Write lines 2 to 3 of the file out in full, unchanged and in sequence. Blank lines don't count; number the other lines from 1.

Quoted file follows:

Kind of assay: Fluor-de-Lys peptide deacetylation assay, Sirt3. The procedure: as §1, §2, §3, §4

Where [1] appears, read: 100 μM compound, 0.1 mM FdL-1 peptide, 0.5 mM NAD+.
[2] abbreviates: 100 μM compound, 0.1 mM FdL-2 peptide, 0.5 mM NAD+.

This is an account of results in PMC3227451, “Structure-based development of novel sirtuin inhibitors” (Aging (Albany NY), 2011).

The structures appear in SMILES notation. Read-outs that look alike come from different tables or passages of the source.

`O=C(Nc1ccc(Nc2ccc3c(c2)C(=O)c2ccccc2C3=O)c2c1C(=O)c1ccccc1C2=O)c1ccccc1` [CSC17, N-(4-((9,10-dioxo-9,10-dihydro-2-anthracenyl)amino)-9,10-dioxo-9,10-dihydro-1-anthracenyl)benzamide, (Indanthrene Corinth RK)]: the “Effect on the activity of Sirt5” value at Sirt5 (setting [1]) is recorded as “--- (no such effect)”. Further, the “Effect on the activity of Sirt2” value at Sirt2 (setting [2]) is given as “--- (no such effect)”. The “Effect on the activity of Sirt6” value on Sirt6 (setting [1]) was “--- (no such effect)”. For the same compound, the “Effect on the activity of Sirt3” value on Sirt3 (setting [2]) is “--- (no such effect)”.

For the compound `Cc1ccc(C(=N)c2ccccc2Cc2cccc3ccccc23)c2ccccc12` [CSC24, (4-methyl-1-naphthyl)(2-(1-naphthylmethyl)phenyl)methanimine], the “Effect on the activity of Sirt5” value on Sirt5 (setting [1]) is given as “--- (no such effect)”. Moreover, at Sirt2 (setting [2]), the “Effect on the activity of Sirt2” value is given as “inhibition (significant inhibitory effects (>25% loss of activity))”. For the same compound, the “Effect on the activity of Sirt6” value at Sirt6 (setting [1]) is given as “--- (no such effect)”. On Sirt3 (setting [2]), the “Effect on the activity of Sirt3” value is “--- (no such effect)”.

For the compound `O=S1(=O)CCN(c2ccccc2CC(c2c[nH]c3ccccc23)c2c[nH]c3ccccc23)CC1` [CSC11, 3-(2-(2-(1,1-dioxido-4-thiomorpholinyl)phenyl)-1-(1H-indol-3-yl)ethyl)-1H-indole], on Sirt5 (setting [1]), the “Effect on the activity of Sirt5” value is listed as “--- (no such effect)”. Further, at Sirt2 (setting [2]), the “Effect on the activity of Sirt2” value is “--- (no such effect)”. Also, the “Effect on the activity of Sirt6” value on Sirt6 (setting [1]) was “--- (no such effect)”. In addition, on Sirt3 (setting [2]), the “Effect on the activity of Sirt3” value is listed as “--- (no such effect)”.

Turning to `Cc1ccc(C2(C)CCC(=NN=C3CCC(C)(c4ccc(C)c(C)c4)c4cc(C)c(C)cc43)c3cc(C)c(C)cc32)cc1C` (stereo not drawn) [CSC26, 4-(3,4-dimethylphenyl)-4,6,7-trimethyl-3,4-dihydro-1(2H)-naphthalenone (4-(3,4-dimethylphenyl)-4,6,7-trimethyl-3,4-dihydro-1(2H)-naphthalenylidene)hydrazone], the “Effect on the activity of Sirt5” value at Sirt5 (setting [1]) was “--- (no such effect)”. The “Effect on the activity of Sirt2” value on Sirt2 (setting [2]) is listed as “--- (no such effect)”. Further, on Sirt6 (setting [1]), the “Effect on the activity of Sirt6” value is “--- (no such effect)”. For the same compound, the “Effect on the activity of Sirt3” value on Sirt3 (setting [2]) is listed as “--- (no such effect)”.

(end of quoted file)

Where [1] appears, read: 100 μM compound, 0.1 mM FdL-1 peptide, 0.5 mM NAD+.
[2] abbreviates: 100 μM compound, 0.1 mM FdL-2 peptide, 0.5 mM NAD+.